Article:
Will the global financial crisis lead to lower foreign aid? A first look at United States ODA
Analyzing US economic and foreign aid data from 1967 to 2007, this paper investigates whether adverse economic and financial conditions are negatively linked to official development assistance (ODA). It finds empirical evidence that US ODA has tended to decline as its economic conditions worsen. A 1 unit increase in the misery index (sum of inflation and unemployment) is associated with a roughly 0.01 percentage point decline in US ODA expressed as a share of GNI. Furthermore, an increase in financial volatility from 1 percent to 2 percent (measured by the standard deviation of the rate of return of the S&P500) is associated with a decrease in US ODA by about $2.78 billion. Informed by the empirical results in this paper, and based on very rough guesstimates, a potential decline in US ODA of anywhere from 13 to 30 percent could occur depending on the severity of the economic conditions in 2009. This predicted decline in ODA is much lower than some of the guesstimates so far by different analysts. Based on the US historical pattern, ODA is indeed at risk; nevertheless, it need not decline significantly during adverse economic times.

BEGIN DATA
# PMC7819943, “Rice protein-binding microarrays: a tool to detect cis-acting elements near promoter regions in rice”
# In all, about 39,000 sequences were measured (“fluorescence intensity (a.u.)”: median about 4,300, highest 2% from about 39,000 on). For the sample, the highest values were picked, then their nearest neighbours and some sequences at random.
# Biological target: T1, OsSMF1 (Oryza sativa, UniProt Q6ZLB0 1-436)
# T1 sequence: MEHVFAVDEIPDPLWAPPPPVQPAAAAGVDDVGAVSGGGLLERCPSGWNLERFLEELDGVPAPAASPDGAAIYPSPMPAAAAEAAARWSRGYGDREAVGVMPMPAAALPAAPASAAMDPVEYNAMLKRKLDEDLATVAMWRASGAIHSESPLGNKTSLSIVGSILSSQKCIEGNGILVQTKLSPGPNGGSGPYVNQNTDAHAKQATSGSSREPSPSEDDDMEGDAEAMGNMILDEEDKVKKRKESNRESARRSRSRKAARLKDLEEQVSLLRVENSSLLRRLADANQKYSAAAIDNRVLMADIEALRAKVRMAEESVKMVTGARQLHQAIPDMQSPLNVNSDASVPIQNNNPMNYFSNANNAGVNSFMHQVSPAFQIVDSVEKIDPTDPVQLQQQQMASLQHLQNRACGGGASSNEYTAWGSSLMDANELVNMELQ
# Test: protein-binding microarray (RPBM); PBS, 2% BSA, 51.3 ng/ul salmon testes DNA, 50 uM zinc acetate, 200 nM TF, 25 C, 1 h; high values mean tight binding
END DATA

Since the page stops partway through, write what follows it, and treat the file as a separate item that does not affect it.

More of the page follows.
|Date of creation:||2009|
|Contact details of provider:|| Web page: http://www.fordham.edu/economics/|
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"Who Gives Foreign Aid to Whom and Why?,"
4553020, Harvard University Department of Economics.
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- Fabian Valencia & Luc Laeven, 2008. "Systemic Banking Crises; A New Database," IMF Working Papers 08/224, .
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- Chong, Alberto & Gradstein, Mark, 2008. "What determines foreign aid? The donors' perspective," Journal of Development Economics, Elsevier, vol. 87(1), pages 1-13, August.
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